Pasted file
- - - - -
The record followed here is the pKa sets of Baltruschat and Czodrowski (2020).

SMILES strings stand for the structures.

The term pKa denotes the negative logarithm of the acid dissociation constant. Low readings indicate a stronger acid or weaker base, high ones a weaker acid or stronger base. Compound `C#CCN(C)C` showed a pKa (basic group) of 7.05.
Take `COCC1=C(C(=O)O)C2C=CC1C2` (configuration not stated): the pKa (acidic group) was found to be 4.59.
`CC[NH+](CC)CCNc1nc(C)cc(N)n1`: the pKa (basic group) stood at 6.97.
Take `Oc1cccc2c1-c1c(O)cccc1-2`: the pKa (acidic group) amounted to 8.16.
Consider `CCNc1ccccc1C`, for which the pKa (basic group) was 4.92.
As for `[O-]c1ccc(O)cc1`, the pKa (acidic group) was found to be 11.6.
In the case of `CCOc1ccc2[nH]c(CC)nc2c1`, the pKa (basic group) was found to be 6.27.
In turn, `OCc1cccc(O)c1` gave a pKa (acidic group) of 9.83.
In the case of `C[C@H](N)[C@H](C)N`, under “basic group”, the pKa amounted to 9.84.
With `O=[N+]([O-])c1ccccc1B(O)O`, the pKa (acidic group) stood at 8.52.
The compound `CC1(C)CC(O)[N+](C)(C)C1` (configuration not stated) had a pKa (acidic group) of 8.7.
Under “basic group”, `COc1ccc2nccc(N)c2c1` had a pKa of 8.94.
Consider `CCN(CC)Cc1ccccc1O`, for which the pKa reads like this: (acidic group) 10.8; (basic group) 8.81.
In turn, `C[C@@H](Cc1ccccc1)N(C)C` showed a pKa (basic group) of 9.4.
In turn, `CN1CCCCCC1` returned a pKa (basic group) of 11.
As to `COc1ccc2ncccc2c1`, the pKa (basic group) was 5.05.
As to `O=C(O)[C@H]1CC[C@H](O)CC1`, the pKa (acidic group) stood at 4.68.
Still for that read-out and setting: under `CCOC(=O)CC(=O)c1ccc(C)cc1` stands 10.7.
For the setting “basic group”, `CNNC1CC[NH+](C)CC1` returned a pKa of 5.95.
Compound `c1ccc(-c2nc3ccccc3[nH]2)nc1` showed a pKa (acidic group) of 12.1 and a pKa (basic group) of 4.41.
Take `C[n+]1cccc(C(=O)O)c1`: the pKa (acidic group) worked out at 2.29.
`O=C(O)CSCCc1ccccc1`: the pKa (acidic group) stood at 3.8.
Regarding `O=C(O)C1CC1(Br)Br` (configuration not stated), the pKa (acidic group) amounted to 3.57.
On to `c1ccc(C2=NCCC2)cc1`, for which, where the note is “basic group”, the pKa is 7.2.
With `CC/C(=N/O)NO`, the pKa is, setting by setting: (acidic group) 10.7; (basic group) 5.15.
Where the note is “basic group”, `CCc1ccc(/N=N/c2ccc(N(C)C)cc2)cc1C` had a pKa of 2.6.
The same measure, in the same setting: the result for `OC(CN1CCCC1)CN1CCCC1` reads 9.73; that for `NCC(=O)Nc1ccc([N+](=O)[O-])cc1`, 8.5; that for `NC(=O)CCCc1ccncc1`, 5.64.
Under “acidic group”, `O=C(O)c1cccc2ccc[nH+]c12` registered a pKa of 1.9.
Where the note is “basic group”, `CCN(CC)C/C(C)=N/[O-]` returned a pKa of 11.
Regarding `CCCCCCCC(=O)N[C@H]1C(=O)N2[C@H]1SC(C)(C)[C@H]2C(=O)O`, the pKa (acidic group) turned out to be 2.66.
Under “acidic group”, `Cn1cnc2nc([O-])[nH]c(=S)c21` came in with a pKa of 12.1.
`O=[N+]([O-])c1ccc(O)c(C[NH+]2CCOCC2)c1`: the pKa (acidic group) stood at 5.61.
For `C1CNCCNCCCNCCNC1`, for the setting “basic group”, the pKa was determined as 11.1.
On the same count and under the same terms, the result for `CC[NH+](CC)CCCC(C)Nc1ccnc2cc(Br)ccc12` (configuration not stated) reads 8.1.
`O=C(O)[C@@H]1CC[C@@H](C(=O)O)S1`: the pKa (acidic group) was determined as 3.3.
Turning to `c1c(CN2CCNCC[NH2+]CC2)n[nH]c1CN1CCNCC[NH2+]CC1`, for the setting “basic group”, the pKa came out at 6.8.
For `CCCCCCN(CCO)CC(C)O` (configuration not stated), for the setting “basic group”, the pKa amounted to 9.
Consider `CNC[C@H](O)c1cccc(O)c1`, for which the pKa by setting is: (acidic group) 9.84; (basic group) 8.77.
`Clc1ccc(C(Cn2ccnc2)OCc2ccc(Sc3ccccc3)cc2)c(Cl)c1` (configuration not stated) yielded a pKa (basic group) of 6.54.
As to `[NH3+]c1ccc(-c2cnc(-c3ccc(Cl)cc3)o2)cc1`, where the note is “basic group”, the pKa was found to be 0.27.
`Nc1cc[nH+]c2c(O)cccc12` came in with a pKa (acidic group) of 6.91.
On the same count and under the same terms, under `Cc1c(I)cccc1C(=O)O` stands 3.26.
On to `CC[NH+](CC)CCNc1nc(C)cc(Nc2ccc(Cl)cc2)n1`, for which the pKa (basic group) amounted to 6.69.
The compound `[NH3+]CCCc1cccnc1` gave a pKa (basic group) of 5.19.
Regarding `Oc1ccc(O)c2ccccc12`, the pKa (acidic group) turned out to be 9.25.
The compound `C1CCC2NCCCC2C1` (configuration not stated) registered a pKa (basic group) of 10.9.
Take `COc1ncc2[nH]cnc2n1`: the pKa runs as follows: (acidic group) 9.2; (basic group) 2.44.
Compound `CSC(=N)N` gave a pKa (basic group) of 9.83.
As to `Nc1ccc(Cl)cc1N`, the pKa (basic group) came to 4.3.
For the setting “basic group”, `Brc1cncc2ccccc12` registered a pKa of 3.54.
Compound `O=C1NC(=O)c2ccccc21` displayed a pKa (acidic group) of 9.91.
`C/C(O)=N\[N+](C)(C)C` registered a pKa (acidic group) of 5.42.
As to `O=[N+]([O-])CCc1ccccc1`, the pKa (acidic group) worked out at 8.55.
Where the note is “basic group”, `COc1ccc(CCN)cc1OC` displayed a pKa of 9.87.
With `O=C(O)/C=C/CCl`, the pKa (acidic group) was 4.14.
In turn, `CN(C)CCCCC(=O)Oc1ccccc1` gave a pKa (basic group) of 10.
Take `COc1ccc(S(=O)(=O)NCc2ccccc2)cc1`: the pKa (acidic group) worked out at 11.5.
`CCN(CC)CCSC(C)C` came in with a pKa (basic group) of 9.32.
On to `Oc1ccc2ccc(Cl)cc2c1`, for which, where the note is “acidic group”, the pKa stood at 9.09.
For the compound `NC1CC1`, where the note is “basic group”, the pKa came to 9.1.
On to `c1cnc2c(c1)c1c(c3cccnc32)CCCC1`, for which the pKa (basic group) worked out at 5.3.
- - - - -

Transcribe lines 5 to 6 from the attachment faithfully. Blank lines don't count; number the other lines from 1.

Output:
`CC[NH+](CC)CCNc1nc(C)cc(N)n1`: the pKa (basic group) stood at 6.97.
Take `Oc1cccc2c1-c1c(O)cccc1-2`: the pKa (acidic group) amounted to 8.16.